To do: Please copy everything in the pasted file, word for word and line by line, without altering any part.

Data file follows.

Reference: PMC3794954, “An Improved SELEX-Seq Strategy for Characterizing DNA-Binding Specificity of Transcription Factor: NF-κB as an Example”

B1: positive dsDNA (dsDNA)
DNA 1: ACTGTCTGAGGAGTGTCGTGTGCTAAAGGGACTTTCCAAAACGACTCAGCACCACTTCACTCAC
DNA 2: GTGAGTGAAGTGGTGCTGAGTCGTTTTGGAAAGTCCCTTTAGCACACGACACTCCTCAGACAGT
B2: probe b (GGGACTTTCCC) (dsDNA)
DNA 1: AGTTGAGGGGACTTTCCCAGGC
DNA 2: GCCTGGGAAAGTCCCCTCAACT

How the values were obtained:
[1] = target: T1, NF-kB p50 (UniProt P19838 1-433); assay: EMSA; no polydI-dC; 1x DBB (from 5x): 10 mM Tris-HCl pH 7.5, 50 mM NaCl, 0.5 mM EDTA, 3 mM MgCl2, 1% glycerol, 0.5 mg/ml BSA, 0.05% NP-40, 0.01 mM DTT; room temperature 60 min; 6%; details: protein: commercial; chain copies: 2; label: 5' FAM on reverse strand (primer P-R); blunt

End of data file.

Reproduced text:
Reference: PMC3794954, “An Improved SELEX-Seq Strategy for Characterizing DNA-Binding Specificity of Transcription Factor: NF-κB as an Example”

B1: positive dsDNA (dsDNA)
DNA 1: ACTGTCTGAGGAGTGTCGTGTGCTAAAGGGACTTTCCAAAACGACTCAGCACCACTTCACTCAC
DNA 2: GTGAGTGAAGTGGTGCTGAGTCGTTTTGGAAAGTCCCTTTAGCACACGACACTCCTCAGACAGT
B2: probe b (GGGACTTTCCC) (dsDNA)
DNA 1: AGTTGAGGGGACTTTCCCAGGC
DNA 2: GCCTGGGAAAGTCCCCTCAACT

How the values were obtained:
[1] = target: T1, NF-kB p50 (UniProt P19838 1-433); assay: EMSA; no polydI-dC; 1x DBB (from 5x): 10 mM Tris-HCl pH 7.5, 50 mM NaCl, 0.5 mM EDTA, 3 mM MgCl2, 1% glycerol, 0.5 mg/ml BSA, 0.05% NP-40, 0.01 mM DTT; room temperature 60 min; 6%; details: protein: commercial; chain copies: 2; label: 5' FAM on reverse strand (primer P-R); blunt